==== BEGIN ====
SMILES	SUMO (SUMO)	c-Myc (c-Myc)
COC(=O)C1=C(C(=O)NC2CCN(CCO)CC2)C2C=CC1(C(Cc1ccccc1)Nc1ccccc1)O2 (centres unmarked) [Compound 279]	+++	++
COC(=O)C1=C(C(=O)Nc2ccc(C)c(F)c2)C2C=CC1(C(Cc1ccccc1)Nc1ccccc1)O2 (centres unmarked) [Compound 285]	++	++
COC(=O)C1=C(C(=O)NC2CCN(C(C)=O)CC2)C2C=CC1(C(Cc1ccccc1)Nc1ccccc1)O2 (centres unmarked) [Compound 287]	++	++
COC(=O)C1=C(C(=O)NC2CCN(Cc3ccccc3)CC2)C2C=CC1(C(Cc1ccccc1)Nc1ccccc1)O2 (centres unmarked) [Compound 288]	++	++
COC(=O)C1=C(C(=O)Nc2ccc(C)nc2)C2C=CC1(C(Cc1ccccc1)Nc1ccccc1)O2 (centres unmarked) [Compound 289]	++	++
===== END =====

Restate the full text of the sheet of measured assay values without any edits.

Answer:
SMILES	SUMO (SUMO)	c-Myc (c-Myc)
COC(=O)C1=C(C(=O)NC2CCN(CCO)CC2)C2C=CC1(C(Cc1ccccc1)Nc1ccccc1)O2 (centres unmarked) [Compound 279]	+++	++
COC(=O)C1=C(C(=O)Nc2ccc(C)c(F)c2)C2C=CC1(C(Cc1ccccc1)Nc1ccccc1)O2 (centres unmarked) [Compound 285]	++	++
COC(=O)C1=C(C(=O)NC2CCN(C(C)=O)CC2)C2C=CC1(C(Cc1ccccc1)Nc1ccccc1)O2 (centres unmarked) [Compound 287]	++	++
COC(=O)C1=C(C(=O)NC2CCN(Cc3ccccc3)CC2)C2C=CC1(C(Cc1ccccc1)Nc1ccccc1)O2 (centres unmarked) [Compound 288]	++	++
COC(=O)C1=C(C(=O)Nc2ccc(C)nc2)C2C=CC1(C(Cc1ccccc1)Nc1ccccc1)O2 (centres unmarked) [Compound 289]	++	++